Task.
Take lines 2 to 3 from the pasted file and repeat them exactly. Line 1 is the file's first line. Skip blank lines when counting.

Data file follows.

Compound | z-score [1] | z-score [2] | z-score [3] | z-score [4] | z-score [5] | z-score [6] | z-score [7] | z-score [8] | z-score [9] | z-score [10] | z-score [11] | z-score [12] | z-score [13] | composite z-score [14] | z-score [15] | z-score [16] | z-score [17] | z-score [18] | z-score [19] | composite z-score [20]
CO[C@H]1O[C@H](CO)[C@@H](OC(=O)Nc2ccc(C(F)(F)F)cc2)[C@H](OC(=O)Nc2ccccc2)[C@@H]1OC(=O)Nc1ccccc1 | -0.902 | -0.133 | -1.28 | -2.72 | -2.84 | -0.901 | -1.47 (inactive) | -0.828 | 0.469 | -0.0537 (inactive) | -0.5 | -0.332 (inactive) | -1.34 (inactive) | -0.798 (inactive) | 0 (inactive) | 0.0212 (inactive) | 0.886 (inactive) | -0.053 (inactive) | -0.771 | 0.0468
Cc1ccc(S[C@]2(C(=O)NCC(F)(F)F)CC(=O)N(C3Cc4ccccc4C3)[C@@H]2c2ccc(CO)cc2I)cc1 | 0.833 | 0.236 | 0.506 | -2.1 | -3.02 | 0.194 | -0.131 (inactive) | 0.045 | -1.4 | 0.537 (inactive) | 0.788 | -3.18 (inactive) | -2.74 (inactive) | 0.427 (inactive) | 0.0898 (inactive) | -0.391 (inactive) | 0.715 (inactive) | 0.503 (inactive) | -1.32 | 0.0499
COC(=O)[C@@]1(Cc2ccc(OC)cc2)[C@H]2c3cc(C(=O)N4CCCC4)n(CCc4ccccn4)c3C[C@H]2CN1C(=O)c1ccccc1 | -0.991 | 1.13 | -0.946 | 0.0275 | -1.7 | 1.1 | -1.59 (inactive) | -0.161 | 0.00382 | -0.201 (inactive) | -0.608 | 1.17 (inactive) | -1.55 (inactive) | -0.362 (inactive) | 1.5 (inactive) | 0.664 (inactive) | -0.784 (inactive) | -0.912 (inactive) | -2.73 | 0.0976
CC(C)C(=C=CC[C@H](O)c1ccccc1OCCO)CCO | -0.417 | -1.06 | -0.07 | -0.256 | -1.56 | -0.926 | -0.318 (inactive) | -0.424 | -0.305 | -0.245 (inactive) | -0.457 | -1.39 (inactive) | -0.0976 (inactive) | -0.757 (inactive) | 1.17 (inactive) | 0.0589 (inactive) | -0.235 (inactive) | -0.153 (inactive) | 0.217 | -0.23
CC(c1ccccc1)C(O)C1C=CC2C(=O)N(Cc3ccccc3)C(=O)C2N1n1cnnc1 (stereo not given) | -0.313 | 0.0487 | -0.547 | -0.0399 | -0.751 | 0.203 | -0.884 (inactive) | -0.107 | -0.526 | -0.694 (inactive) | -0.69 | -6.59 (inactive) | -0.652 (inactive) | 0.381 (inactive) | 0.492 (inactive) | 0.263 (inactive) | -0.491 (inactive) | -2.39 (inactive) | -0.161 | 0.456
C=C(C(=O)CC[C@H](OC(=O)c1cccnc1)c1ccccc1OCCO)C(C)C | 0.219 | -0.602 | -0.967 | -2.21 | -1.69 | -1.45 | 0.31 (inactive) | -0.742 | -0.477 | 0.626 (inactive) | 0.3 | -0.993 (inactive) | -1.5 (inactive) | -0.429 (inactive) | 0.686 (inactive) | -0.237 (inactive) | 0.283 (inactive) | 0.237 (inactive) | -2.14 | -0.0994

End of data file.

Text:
CO[C@H]1O[C@H](CO)[C@@H](OC(=O)Nc2ccc(C(F)(F)F)cc2)[C@H](OC(=O)Nc2ccccc2)[C@@H]1OC(=O)Nc1ccccc1 | -0.902 | -0.133 | -1.28 | -2.72 | -2.84 | -0.901 | -1.47 (inactive) | -0.828 | 0.469 | -0.0537 (inactive) | -0.5 | -0.332 (inactive) | -1.34 (inactive) | -0.798 (inactive) | 0 (inactive) | 0.0212 (inactive) | 0.886 (inactive) | -0.053 (inactive) | -0.771 | 0.0468
Cc1ccc(S[C@]2(C(=O)NCC(F)(F)F)CC(=O)N(C3Cc4ccccc4C3)[C@@H]2c2ccc(CO)cc2I)cc1 | 0.833 | 0.236 | 0.506 | -2.1 | -3.02 | 0.194 | -0.131 (inactive) | 0.045 | -1.4 | 0.537 (inactive) | 0.788 | -3.18 (inactive) | -2.74 (inactive) | 0.427 (inactive) | 0.0898 (inactive) | -0.391 (inactive) | 0.715 (inactive) | 0.503 (inactive) | -1.32 | 0.0499